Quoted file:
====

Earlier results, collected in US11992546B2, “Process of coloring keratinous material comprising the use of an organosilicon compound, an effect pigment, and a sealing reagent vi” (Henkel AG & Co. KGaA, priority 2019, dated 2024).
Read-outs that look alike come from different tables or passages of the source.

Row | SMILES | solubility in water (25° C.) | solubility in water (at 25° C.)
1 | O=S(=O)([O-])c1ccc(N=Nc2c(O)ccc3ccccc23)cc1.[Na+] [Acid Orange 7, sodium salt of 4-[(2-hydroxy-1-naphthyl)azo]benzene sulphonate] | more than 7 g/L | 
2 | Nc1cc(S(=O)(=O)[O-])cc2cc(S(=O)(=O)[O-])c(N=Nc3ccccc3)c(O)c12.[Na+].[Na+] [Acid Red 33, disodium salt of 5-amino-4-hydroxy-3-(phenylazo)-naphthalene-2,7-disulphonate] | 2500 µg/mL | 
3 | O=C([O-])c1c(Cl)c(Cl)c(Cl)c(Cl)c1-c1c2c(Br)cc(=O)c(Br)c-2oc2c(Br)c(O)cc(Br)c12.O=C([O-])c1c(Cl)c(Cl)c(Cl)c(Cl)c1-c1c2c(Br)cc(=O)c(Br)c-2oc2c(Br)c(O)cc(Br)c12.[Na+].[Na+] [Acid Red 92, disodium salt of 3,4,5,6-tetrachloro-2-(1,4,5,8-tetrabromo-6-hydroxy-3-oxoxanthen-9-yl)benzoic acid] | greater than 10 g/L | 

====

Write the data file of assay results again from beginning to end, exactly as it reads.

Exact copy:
Earlier results, collected in US11992546B2, “Process of coloring keratinous material comprising the use of an organosilicon compound, an effect pigment, and a sealing reagent vi” (Henkel AG & Co. KGaA, priority 2019, dated 2024).
Read-outs that look alike come from different tables or passages of the source.

Row | SMILES | solubility in water (25° C.) | solubility in water (at 25° C.)
1 | O=S(=O)([O-])c1ccc(N=Nc2c(O)ccc3ccccc23)cc1.[Na+] [Acid Orange 7, sodium salt of 4-[(2-hydroxy-1-naphthyl)azo]benzene sulphonate] | more than 7 g/L | 
2 | Nc1cc(S(=O)(=O)[O-])cc2cc(S(=O)(=O)[O-])c(N=Nc3ccccc3)c(O)c12.[Na+].[Na+] [Acid Red 33, disodium salt of 5-amino-4-hydroxy-3-(phenylazo)-naphthalene-2,7-disulphonate] | 2500 µg/mL | 
3 | O=C([O-])c1c(Cl)c(Cl)c(Cl)c(Cl)c1-c1c2c(Br)cc(=O)c(Br)c-2oc2c(Br)c(O)cc(Br)c12.O=C([O-])c1c(Cl)c(Cl)c(Cl)c(Cl)c1-c1c2c(Br)cc(=O)c(Br)c-2oc2c(Br)c(O)cc(Br)c12.[Na+].[Na+] [Acid Red 92, disodium salt of 3,4,5,6-tetrachloro-2-(1,4,5,8-tetrabromo-6-hydroxy-3-oxoxanthen-9-yl)benzoic acid] | greater than 10 g/L | 